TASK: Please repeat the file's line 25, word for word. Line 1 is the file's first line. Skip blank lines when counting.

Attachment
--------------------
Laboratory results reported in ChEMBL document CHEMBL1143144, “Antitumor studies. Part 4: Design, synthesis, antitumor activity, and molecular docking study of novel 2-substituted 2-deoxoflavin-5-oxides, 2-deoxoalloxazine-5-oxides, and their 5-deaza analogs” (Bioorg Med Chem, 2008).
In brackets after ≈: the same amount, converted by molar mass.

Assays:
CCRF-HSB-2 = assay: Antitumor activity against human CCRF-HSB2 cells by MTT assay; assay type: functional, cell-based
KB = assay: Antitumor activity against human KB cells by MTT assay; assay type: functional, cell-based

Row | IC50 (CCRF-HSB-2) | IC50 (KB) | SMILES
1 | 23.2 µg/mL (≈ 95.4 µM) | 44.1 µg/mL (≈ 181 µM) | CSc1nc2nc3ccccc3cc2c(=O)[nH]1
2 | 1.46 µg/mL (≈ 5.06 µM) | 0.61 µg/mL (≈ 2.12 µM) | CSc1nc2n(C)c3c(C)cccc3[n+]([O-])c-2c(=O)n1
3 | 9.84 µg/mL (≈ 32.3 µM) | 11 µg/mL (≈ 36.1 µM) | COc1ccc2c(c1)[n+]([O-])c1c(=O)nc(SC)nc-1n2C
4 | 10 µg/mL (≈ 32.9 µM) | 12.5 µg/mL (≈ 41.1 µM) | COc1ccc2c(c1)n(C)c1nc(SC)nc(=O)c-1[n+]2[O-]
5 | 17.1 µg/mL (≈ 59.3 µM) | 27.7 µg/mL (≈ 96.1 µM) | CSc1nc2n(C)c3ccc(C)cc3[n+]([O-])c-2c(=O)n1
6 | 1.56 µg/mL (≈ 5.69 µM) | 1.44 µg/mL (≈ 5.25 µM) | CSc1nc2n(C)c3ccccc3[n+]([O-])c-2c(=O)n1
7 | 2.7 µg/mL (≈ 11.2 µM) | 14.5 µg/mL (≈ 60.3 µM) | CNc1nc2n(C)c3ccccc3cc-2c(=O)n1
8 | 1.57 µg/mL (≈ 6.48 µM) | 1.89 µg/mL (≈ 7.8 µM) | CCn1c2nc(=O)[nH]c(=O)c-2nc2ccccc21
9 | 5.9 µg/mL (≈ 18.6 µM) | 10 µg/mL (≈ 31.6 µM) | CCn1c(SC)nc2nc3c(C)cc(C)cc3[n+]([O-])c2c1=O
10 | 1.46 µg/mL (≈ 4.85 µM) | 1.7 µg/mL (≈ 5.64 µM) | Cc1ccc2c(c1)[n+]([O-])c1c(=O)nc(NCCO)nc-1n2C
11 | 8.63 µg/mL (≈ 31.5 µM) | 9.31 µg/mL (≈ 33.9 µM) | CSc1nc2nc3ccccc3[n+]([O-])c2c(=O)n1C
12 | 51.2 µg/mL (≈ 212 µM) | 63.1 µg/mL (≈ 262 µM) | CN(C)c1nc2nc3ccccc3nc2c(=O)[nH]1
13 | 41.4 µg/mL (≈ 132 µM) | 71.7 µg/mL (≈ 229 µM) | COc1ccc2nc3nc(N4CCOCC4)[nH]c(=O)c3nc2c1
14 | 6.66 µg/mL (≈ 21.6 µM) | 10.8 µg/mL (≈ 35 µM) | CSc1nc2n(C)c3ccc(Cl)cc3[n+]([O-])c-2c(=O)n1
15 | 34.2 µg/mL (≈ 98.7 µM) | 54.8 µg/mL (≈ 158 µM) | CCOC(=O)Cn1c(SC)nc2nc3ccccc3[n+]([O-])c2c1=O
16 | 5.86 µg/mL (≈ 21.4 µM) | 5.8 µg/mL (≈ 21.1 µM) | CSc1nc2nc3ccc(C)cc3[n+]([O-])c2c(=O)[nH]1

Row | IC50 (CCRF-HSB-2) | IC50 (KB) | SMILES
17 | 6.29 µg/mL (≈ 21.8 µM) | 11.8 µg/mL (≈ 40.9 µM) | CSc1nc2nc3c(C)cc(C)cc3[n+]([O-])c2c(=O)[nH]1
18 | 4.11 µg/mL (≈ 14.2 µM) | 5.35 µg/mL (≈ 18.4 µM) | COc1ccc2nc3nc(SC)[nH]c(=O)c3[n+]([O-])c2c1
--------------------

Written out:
18 | 4.11 µg/mL (≈ 14.2 µM) | 5.35 µg/mL (≈ 18.4 µM) | COc1ccc2nc3nc(SC)[nH]c(=O)c3[n+]([O-])c2c1